Wednesday, January 3, 2007

Gerald R. Ford, 1913-2006

I am a Ford, not a Lincoln. ~ Gerald Ford, when he became vice-president

With Gerald Ford's death came the expected stories about the “accidental president” and the only unelected president. The latter is only technically true, because, let's face it, people vote for presidents, not their running mates. I mean, if voters really based their vote on who the vice-presidential candidate was, George Bush the elder would have sunk beneath the waves with Dan Quayle hanging around his neck. Therefore, any vice-president taking over the unexpired term of a president is unelected. Ford was the first appointed vice president to become president.

Ford had no illusions about the mess that had been created by Richard Nixon and his Merry Band of Burglars. Ford's goal was to put an end to the divisions and move on, a goal he met with mixed success. He was also nearly shot twice, mocked for being clumsy, and defeated by Jimmy Carter. He was an intelligent man who could speak for himself, so perhaps I should let him have his say.
We needed to get the matter off my desk in the Oval Office so I could concentrate on the problems of 260 million Americans and not have to worry about the problems of one man.
I think Ford believed that, but I also think that Nixon made a pardon a condition of his resignation. Whatever really happened (and Gerald Ford has never changed his stance on the pardon), it most likely cost him the election against Jimmy Carter. Picking Nelson Rockefeller as his own appointed vice president didn't help much, but the pardon was a killer. Frankly, given the rest of Ford's term, during which he performed adequately, he should have won. Even though I am a fan of Jimmy Carter for his intelligence and humanitarianism, I think he was not the man we needed in the Oval Office. Unfortunately, the pardon, Rockefeller, and a strange inability to deal with Congress (strange because he was Minority Leader prior to becoming VP) cost him in a close outcome.
Our long national nightmare is over. Our Constitution works. Our great republic is a government of laws and not of men.
That says a lot about Ford. He believe in the Constitution and the checks and balances built into it. To him, the fact that the Nixon administration's abuses were found out and punished was a demonstration of that. It also played into his pardoning of Nixon. He saw no good in a former President of the United States in the dock along with his henchmen. Perhaps he was right, but I sometimes wondered how he felt about the rehabilitation of Nixon that took place years later. Ford intended forgiveness, not forgetfulness.

The American people want a dialogue between them and their president ... And if we can't have that opportunity of talking with one another, seeing one another, shaking hands with one another, something has gone wrong in our society.
On two separate occasions, potential assassins got within inches of President Ford. Fortunately for him, a Higher Power protected him when the Secret Service didn't, as both guns aimed at him misfired. Lesser men would have decided that the People could just keep their damned distance. Not Ford. He realized that if the President allowed himself to be isolated from his constituents, he would be isolated from their needs.

I know I am getting better at golf because I am hitting fewer spectators.
It started with the stumble down the steps from Air Force 1, a slip on a drizzly day. Had the White House spin doctors let it alone, there would have been a few jokes and that would have been the end of it. But, no, someone got the bright idea to issue a release saying something to the effect that his doctors had proclaimed the President to be above average in coordination and certainly not inordinately clumsy. Chevy Chase went on to make a career of doing Ford-fall-down impressions.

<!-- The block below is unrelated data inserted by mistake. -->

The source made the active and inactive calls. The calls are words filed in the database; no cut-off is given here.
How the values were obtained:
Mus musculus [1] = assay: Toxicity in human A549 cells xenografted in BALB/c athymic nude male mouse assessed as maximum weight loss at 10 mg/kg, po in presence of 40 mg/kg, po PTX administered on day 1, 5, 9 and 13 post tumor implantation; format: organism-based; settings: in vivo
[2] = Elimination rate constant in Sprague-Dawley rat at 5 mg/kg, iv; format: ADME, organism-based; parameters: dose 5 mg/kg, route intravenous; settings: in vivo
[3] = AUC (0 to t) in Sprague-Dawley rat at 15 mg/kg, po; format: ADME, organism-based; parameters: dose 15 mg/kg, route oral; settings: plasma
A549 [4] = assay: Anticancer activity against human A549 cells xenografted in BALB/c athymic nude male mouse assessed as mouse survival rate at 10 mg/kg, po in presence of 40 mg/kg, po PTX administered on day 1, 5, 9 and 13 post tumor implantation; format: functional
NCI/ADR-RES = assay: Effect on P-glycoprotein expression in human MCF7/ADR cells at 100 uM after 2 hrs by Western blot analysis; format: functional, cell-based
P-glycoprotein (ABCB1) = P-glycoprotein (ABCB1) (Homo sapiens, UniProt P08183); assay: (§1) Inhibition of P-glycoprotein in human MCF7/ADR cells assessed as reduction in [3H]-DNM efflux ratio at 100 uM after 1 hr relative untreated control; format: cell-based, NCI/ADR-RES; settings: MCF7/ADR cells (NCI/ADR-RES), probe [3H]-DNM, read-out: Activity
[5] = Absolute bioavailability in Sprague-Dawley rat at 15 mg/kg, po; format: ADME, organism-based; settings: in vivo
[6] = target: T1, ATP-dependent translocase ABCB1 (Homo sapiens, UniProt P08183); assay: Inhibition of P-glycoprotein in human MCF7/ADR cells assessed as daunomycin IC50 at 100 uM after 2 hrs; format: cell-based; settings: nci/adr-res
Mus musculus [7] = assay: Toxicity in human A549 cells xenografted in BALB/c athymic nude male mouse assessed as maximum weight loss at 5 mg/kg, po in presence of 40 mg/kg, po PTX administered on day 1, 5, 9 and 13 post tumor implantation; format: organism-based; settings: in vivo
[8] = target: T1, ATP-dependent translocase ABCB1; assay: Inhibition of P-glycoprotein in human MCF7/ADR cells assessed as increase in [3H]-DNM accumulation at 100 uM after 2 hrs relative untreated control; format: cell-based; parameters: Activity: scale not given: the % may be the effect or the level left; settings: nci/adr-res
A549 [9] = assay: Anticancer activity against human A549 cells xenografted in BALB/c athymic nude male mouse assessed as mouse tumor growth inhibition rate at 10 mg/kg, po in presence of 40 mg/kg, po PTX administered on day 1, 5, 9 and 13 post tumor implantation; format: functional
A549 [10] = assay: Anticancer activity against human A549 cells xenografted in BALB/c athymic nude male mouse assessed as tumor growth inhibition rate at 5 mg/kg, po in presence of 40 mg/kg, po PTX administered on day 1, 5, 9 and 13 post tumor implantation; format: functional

It didn't help that we kept getting reminded in those White House press releases that Ford was a two-way player at Michigan: Center and middle guard. In other words, he got whacked in the head a lot. The comics had tons of fun with that one, too.

Because Ford wanted to remain visible and accessible, his foibles were also on view for all. Other presidents tended to have their leisure moments out of sight of the prying eyes of the media. Eisenhower, for example, was a devoted golfer, but normally, he teed off and said “goodbye” to the reporters. On one occasion, he allowed the press to follow him around. When he had a terrible round, he summarily banned any further media escorts when he was relaxing at Burning Tree.

Ford, on the other hand, was in full view when, during a doubles tennis match, he clonked a serve off his partner's head. On a golf course, spectators had to stay on their toes, as implied by his tongue-in-cheek observation. But, he never hid. Oh, I'm sure he snuck away to play 18 holes with no strangers around once or twice, but he could laugh at himself, at least, once he was sure no one had been seriously injured.

I believe that truth is the glue that holds government together, not only our government but civilization itself. That bond, though strained, is unbroken at home and abroad. In all my public and private acts as your president, I expect to follow my instincts of openness and candor with full confidence that honesty is always the best policy in the end.
Would that our current crop of governmental mediocrities held to that simple but profound philosophy.
I hope and trust that people and historians 50 years from now will write that the Ford administration took over in a very turbulent, controversial period, and we healed the wounds and that we restored public trust in the White House and the presidency. I hope that's how it will be written.
Rest in peace, Mr. President.

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